Compiler for the C0 Language

Fall 2014

What Is It?

This is a compiler for the C0 language written in Haskell. It was my semester project for the partner-based Compiler Design course (15-411) at CMU, where every 2 weeks we had to support new specs added to the language, starting from arithmetic to control sequence, function calls, and finally structs and pointers, each of which required refactoring of entire data pipeline.


How Does It Work?

Our compiler follows a data pipeline that converts the C0 language into multiple representations before finally outputting assembly. It starts off by parsing the C0 code into an AST, then elaborating it into a functional structure. Next, it performs type checking, and then proceeds to generate abstract assembly, on which we run register allocation. Finally, with all that data, our compiler produces actual assembly.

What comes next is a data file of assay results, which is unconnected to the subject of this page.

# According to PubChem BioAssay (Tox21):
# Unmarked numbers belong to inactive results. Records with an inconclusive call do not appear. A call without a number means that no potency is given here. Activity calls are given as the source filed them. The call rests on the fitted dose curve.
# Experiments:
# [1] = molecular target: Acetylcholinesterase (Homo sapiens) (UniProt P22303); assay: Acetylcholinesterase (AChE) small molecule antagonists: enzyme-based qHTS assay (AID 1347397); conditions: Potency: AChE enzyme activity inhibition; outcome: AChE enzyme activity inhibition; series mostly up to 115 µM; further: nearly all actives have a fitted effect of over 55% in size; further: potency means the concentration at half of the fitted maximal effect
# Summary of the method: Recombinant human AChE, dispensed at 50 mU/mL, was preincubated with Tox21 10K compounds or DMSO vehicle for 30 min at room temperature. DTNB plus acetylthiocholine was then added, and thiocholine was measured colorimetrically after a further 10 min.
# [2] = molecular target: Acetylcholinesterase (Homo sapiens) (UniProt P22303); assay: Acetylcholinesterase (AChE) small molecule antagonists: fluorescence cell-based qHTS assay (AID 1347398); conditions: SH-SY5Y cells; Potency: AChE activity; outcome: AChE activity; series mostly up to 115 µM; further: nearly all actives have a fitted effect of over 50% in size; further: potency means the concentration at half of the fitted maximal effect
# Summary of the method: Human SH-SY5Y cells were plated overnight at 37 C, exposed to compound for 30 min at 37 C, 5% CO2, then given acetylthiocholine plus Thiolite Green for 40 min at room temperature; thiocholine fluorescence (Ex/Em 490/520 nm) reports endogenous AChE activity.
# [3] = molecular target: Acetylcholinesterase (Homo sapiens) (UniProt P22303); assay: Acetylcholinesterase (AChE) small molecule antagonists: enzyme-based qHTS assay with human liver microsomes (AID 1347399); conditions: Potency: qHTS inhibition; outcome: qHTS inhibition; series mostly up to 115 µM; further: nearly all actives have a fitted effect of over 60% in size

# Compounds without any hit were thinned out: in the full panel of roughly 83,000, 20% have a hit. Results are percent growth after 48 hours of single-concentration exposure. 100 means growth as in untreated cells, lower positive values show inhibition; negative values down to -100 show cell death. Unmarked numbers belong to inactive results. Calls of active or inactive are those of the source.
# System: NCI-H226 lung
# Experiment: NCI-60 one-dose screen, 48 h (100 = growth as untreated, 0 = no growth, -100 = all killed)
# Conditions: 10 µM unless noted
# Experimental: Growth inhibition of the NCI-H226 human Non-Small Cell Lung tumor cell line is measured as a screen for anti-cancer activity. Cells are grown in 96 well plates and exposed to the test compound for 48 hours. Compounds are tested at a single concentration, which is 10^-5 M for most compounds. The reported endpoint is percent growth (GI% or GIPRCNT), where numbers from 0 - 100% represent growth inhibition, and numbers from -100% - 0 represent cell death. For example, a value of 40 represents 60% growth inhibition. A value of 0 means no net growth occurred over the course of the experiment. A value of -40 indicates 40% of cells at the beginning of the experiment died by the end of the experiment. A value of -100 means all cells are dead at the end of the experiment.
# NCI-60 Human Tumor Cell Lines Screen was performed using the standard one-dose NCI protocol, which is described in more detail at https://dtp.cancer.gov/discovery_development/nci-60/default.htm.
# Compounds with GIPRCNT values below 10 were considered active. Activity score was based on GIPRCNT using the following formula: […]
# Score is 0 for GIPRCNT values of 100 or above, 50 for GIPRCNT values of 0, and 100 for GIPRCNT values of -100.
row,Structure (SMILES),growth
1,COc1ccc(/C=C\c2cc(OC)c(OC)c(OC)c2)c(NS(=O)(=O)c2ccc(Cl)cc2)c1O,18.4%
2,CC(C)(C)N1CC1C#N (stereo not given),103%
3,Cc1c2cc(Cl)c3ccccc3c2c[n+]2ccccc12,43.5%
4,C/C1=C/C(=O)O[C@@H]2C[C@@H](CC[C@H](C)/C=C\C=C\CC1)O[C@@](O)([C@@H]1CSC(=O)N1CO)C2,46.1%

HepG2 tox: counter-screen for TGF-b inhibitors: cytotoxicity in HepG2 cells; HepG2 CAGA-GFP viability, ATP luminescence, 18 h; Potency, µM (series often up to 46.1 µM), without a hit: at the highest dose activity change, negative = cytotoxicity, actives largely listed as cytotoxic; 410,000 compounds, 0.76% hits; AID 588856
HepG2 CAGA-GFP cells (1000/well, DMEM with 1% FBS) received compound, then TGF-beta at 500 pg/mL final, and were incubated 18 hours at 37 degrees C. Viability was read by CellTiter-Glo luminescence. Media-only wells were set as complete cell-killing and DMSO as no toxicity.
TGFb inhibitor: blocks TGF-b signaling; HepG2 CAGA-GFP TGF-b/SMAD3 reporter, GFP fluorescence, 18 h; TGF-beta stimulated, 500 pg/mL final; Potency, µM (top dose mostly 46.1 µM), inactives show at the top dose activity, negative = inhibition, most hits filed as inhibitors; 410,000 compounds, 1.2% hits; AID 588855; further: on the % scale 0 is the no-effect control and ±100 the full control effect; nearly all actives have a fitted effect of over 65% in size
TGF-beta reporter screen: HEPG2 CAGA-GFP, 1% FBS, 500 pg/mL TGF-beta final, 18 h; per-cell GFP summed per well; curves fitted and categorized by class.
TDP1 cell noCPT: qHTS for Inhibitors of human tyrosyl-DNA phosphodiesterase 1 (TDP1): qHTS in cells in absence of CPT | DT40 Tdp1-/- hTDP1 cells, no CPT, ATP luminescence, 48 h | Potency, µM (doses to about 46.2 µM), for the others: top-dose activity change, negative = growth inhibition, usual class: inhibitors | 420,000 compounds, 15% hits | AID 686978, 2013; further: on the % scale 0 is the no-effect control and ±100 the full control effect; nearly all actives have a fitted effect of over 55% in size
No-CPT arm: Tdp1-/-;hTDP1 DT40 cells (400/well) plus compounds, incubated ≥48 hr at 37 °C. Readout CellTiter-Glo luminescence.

For loops

What Did I Do?

I established the base pipeline, and then spend the remainder of the time mainly on elaboration and typechecking. I also initially worked on abstract assembly generation and implemented register allocation and optimizations. My partner implemented parsing, the rest of abstract assembly generation, and conversion to actual assembly.

Recursive functions

What Did I Learn?

Obviously, I learned about the inner workings of a compiler. However, my most important takeaway was how to design scalable software which requires features being added on iteratively. Every change to the language could require large amounts of code refactoring, so I learned the importance of making good design decisions early on and how it percolated well into the future. This required a lot of communications and agreements between me and my partner, which we were successful at.